dr. Alexandra Dima

  • Faculty of Social and Behavioural Sciences
    CW : Persuasive Communication
  • Nieuwe Achtergracht  166
    1018 WV  Amsterdam
  • A.Dima@uva.nl

Name: Alexandra Lelia Dima
PhD: 2010, University of Edinburgh
MSc: 2002, University of Bucharest
Interests: My research focuses on understanding how people adjust psychologically to chronic conditions (e.g., chronic pain, HIV/AIDS, low back pain, asthma), how they manage their condition for example by taking medication or using healthcare services, how their health care providers support them in managing their health, and ultimately how self-management support services can be improved to produce sustainable changes in patients’ health and quality of life. To investigate these questions, I mainly use an observational approach which combines a broad range of methods, e.g. psychometrics, structural equation modeling, hierarchical longitudinal modeling, thematic analysis, coding emotions in non-verbal behaviour.
Research: ASTRO-LAB (www.astrolab-project.eu), an FP7-funded research project on asthma treatment. Within this project, we investigate the long-term impact of patients’ self-management behaviors on their health outcomes, as well as several modifiable factors that may influence how patients self-manage their asthma. We have conducted a cohort study in France and the United Kingdom that follows up patients (adults and children) for up to 2 years to monitor telephonically their medication use and health outcomes. Available medical and health insurance records are analysed to provide complementary information. Patients, caregivers, and health care providers also report on their experiences, perceptions and behaviours via online surveys. We aim to examine the relationships between these key players in the care partnership, and how they impact on behaviors and health outcomes longitudinally. This investigation will result in recommendations to improve health communication in asthma, with particular focus on supporting self-management.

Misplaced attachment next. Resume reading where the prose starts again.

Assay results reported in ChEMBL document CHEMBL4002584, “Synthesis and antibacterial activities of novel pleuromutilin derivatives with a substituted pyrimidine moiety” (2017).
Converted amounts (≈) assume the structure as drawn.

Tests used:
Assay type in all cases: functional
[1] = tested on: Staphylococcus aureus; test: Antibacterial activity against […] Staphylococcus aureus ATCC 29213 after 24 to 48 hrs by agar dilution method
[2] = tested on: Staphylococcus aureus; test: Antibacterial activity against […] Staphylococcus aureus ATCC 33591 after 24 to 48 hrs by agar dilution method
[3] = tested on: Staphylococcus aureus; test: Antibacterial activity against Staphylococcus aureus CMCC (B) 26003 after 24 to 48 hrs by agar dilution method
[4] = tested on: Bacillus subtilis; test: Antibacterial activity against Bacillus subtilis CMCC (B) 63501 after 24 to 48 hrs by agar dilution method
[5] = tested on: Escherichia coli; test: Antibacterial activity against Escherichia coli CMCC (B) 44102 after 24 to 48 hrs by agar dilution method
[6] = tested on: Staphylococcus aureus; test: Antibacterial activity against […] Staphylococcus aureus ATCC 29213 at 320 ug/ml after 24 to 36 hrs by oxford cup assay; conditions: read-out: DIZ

Link: LinkedIn